I'm late to this party. You have gotten lots of great suggestions. Here are some clarifications that may help:
1. Rockler Thin Rip jig:
I have one of those Rockler thin rip jigs. I like it and use it on occasion. It anchors in a miter slot. On a few saws, it does not extend far enough to touch the blade. The two saws that I know about with that issue are both jobsite saws. On those two saws (maybe others!), you cannot rip the thinnest strips because of the gap between the fully extended thin rip jig and the blade. I am away on business travel, so I can't check my saw, but I would say that the gap is 1/2 inch or so. IMPORTANT: The problem occurs with the thin rip jig on the LEFT side of the blade and the rip fence on the RIGHT, as you would normally expect to make the cut.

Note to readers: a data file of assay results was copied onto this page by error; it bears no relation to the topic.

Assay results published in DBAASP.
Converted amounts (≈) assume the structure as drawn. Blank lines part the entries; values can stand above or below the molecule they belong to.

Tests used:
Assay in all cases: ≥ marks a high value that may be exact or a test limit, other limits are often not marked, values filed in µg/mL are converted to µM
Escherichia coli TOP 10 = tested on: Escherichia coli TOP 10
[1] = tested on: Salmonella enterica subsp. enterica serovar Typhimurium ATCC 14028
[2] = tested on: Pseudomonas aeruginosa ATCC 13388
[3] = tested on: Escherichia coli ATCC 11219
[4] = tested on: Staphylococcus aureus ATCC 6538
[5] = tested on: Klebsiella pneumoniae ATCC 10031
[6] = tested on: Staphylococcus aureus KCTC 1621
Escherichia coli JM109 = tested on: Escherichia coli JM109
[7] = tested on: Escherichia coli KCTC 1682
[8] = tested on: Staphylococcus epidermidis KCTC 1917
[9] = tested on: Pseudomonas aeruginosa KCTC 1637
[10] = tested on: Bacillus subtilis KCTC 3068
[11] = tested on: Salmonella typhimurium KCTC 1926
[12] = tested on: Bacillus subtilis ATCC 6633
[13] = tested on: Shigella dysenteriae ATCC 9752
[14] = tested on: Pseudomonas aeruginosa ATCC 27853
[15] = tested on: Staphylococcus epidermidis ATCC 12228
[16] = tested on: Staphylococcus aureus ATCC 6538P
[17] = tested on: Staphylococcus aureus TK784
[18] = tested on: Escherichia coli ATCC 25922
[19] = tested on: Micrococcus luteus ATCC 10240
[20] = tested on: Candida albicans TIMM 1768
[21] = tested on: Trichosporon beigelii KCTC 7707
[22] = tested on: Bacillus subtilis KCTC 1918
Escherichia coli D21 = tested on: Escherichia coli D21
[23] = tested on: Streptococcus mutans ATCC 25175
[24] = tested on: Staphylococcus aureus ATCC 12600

The thin rip jig will also work in the RIGHT miter slot with the fence to the LEFT of the blade. On my saw, I could use it that way to get the thinnest strips. It works, but it may increase the risk of injury, because everything is backwards and you are not used to operating the saw in this way.
2. Kerf size:
Even if you use a thin kerf table saw blade, you will lose a lot of wood to sawdust from the thickness of the blade itself. For every strip you make, you will waste two or three strips worth of sawdust. The advantage is that with a newly sharpened blade, you can get very clean cuts.
If you use a bandsaw, you won't waste much wood, but it will take more work to clean up the cuts.